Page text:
GORD can present itself in a number of different ways. Some people experience mild symptoms that can easily be treated with over-the-counter medicine and self-help methods.
Others have more severe symptoms, and may need stronger medications and, occasionally, surgery to fix the problem.
GORD symptoms include:
- Heartburn – a burning sensation in your chest, usually felt after eating and may be worse at night
- Acid reflux – when you get an acidic taste in your mouth from regurgitated stomach acid
- Feeling sick or sometimes being sick
- A sore throat
- Bad breath
- Sudden increase of saliva
- Pain when swallowing
Other symptoms can include tooth decay and gum disease caused by the acid reflux, if the condition is left untreated for a long time. Asthma sufferers may also find the irritation to their airways caused by GORD makes their asthma worse.
If the GORD gets worse at night, or when you lie down, you may experience disturbed sleep or a cough that you cannot shake off.
Living with GORD
You may find the symptoms of GORD only mildly uncomfortable or a minor annoyance, and you may be able to manage your symptoms by making changes to your diet or by making other lifestyle changes.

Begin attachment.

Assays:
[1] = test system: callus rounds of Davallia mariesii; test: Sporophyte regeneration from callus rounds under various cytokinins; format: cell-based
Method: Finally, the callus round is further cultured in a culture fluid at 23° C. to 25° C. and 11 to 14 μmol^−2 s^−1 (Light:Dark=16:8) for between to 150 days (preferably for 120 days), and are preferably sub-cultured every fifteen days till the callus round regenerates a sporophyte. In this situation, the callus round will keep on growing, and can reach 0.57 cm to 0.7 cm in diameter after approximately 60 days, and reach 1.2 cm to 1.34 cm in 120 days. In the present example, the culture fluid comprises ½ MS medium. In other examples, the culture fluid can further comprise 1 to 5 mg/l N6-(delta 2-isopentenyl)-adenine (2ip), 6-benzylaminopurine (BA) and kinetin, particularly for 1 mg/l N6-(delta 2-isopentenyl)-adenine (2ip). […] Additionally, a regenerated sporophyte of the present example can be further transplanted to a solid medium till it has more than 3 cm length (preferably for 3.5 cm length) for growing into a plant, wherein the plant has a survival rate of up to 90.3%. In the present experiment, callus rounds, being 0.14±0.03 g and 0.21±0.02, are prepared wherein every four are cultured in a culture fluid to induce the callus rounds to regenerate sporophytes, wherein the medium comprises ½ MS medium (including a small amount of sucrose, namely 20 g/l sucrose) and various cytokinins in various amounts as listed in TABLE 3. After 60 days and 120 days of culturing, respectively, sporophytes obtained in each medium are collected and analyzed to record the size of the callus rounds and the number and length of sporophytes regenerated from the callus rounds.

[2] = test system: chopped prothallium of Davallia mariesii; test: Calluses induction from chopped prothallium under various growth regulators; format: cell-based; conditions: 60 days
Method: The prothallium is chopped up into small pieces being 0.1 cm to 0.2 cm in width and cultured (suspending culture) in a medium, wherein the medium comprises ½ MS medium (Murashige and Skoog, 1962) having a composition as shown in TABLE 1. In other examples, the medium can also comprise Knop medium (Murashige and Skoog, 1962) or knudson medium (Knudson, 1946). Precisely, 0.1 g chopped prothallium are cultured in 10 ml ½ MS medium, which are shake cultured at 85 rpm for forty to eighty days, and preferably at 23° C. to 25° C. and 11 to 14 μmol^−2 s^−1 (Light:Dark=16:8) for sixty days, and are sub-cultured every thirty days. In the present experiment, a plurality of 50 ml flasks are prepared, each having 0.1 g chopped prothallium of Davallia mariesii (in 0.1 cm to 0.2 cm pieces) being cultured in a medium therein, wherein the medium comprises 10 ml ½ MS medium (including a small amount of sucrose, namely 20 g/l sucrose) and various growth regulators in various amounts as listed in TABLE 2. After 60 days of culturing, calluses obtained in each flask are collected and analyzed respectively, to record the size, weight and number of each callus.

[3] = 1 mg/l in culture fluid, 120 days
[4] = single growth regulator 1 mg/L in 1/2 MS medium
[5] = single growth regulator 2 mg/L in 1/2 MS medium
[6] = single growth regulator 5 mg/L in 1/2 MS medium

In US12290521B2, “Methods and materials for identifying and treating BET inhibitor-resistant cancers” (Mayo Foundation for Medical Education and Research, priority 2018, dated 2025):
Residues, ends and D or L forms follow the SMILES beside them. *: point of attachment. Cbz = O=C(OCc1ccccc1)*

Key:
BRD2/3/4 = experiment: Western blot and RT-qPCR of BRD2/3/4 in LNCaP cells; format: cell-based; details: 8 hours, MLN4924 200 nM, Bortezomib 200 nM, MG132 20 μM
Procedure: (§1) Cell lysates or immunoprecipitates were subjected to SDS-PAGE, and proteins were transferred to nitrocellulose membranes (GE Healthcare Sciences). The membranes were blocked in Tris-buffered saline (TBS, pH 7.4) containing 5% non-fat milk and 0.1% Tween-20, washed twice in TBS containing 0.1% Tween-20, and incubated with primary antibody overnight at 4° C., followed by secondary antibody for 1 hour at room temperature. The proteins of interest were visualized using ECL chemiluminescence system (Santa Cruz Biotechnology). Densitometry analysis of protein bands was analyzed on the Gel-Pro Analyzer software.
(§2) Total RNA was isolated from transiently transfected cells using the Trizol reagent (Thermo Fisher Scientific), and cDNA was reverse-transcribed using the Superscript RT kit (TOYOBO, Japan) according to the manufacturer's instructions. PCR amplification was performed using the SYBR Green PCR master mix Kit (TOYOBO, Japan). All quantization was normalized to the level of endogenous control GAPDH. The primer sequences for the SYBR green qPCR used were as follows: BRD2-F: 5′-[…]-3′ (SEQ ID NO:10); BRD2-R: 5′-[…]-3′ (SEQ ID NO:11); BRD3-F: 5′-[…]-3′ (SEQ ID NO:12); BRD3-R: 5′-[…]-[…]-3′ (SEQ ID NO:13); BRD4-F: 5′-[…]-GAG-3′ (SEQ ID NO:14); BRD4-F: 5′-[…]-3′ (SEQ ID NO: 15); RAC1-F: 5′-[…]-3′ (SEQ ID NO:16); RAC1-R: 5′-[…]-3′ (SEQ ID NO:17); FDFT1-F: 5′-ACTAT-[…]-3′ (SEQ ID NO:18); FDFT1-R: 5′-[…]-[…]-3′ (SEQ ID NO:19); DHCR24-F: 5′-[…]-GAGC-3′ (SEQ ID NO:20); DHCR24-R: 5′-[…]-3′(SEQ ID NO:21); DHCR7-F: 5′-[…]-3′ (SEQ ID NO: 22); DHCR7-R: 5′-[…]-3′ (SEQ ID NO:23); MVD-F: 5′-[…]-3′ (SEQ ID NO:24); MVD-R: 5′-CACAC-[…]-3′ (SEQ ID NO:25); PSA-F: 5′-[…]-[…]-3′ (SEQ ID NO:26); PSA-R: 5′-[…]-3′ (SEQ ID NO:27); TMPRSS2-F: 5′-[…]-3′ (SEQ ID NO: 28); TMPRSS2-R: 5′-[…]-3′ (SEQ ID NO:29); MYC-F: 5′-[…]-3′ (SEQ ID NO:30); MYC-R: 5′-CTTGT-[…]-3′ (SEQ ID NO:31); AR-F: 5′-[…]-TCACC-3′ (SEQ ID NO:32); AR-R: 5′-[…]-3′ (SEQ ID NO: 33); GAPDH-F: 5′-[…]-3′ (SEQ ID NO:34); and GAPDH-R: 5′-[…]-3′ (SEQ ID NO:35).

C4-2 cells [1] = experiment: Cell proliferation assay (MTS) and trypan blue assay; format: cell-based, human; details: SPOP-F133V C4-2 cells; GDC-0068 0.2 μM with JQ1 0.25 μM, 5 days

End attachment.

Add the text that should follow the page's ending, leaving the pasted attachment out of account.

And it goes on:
It may help to avoid certain foods that are known to trigger the condition, like alcohol, spicy food, or anything that is very fatty. Over-the-counter medications are also available, which could be strong enough to ease your symptoms.
However, if you have tried both diet and lifestyle changes, and over-the-counter medication and your symptoms don’t improve, it is best to speak to a doctor. They may be able to give you stronger prescription medications that will help to rule out any underlying conditions that could be causing GORD.
If you have severe pain, vomiting or any trouble swallowing or your symptoms have a significant impact on the way you live your life, you should also speak to a GP for more advice. People who suffer with long-term or persistent GORD symptoms can experience complications such as ulcers or narrowing of the oesophagus, so it is important to get the condition looked at, so you can treat it.
- NHS, Heartburn and acid reflux, 24/08/2017.
- NHS Inform, Gastro-oesophageal reflux disease (GORD), 01/06/2017.